What can’t your dollar bill buy? You probably thought of time, space, relationships, and just too many to mention! In this episode, we got creative as Jen and Jill bring you one of their favorite interviews they’ve ever done from their Frugal Living Summit 2021, an interview with Laura Oldanie on building wealth, permaculture, and the multiple forms of capital to earn and invest in.
- Christmas cards. If you haven’t sent them out by now, do not do it, do not feel pressured to do it. Give it up girlfriends. Post a pic on insta, slap a happy holidays graphic on it in Canva. Save the paper, save the money, Give yourself some grace. Grandma will survive. Now take a deep. Breath in and out. Feel that weight lifted from your shoulders. Do you like that feeling? That’s the feeling we’re giving out 3x a week in the friendletter. Feel the holidays at frugalfriendspodcast.com/friendletter.
We need money to buy things so it makes sense we talk about earning more money to buy those things but what about bypassing the money and earning more of the things themselves. Permaculture expert, Laura Oldanie shares with us 8 forms of capital and how we can earn what money can’t always buy.
Resilience In Building Wealth
Much conventional wisdom in the personal space keeps us focused on working and investing in harmful and destructive industries, so this became Laura’s mission—to find better alternatives that may be far lesser known but exist. Jill is amazed at how concerned Laura is about the people on the planet by finding ways to become more resilient to the environmental and social challenges we face, as well as addressing them.
Laura believes what she’s doing is connecting people to a path of higher quality of life and well-being, in tandem with their pursuit of wealth. It looks at our own resourcefulness and creativity by giving us an opportunity to tap into those. We are transitioning from a consumer to a producer.
The Multiple Forms of Capital
The multiple forms of capital were introduced to Laura through permaculture, which is a closed-loop way of life where a lot of things in our lives have a start and end up in a dump. In permaculture, they have these 8 forms of capital: financial capital (money, national currencies, stocks, bonds), material capital (tangible things or physical tools we use), intellectual capital (knowledge, information), experiential capital (experiences, acquired skills), spiritual capital (religion, yoga), living capital (water, trees), cultural capital (music, movies, food), and social capital (relationships, building connections).
We are all naturally inclined to focus on financial capital because it’s the means of exchange. It’s our access point to other forms of capital. But we’re drawn to getting that financial capital when we can also focus more on getting these other non-monetary forms of capital directly without needing to trade our life energy for money. Jen greatly agrees with how money and the system rob us of our natural ability to be creative and resourceful.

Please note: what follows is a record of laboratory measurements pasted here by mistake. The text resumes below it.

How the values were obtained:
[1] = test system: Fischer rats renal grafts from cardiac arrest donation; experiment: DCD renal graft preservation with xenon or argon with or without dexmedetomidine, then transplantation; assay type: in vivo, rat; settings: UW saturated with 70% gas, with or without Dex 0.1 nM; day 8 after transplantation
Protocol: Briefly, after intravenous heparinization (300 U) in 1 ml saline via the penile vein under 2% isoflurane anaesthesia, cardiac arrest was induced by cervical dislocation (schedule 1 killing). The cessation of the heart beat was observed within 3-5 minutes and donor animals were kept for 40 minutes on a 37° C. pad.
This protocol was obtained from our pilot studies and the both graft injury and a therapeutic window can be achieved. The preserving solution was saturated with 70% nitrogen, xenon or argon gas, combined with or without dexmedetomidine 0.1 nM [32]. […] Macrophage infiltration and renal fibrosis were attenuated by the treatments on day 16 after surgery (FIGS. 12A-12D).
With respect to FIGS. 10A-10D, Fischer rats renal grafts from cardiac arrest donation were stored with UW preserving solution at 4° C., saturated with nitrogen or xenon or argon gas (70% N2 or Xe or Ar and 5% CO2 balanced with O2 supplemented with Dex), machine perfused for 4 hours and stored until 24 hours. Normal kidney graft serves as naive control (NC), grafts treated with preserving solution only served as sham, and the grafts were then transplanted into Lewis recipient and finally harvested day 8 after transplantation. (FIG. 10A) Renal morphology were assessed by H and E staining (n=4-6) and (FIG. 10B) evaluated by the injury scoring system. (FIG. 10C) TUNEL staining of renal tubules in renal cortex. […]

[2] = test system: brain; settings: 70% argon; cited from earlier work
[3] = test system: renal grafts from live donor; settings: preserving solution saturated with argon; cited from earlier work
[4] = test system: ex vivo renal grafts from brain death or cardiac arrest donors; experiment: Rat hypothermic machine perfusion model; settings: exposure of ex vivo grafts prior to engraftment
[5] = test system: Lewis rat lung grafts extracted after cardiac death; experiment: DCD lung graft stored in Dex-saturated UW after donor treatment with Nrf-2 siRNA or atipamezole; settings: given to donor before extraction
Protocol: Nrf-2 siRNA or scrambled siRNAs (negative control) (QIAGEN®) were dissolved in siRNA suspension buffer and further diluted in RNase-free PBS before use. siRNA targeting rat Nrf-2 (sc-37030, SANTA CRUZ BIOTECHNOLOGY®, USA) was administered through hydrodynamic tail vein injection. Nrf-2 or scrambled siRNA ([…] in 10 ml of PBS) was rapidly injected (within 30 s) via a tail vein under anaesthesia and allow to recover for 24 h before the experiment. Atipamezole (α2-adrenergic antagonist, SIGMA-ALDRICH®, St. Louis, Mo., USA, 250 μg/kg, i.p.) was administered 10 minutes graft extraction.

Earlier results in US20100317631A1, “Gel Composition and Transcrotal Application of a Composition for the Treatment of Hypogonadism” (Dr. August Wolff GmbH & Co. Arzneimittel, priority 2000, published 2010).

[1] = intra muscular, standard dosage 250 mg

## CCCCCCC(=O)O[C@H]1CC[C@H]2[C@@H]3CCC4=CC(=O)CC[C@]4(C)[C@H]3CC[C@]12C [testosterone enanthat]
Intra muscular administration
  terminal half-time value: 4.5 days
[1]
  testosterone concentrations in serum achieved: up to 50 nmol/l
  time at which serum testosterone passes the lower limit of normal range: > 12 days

There’s No Such Thing As “Waste”
Look closely at the multiple forms of capital and ask yourself, “How do I access any of these without money? ”. Be cautious and wisely steward these forms of capital, as you do not want to overharvest or deplete them. For instance, Laura lives in an area where mangoes and avocados are randomly dropped in the alleys, which could go to waste. In the years that passed, she would go around with her bicycle, harvest, forage, and take it to their local Kenwood Organics in exchange for other produce like chicken eggs.
Jen asks Laura how we are going to tap our capital wisely, to which Laura answers that we can look at the Buddhist concept of “right livelihood,” which means finding ways to earn money that are honest and don’t harm people or the environment. She believes that there is no such thing as “waste”, just misdirected resources and poorly designed systems.
Frugal Future: The Right Livelihood
Laura hopes there’s a shift towards the ‘right livelihood’ so that people can feel good with the work they’re doing and feel like they’re contributing to actual solutions, such as our social and environmental issues. It also saves us more in our investing journey as opposed to spreadsheets, graphs, and charts; it’s a much richer experience of investing.
Jill mentions how it is also important to tap into community sufficiency and interconnectedness, which are also forms of wealth, specifically social capital. Laura adds that it is the most important capital of all because it’s what’s going to get us through when we’re in need. Work to cultivate your social capital, which doesn’t necessarily have to be just neighbors but can also be intentionally built communities.
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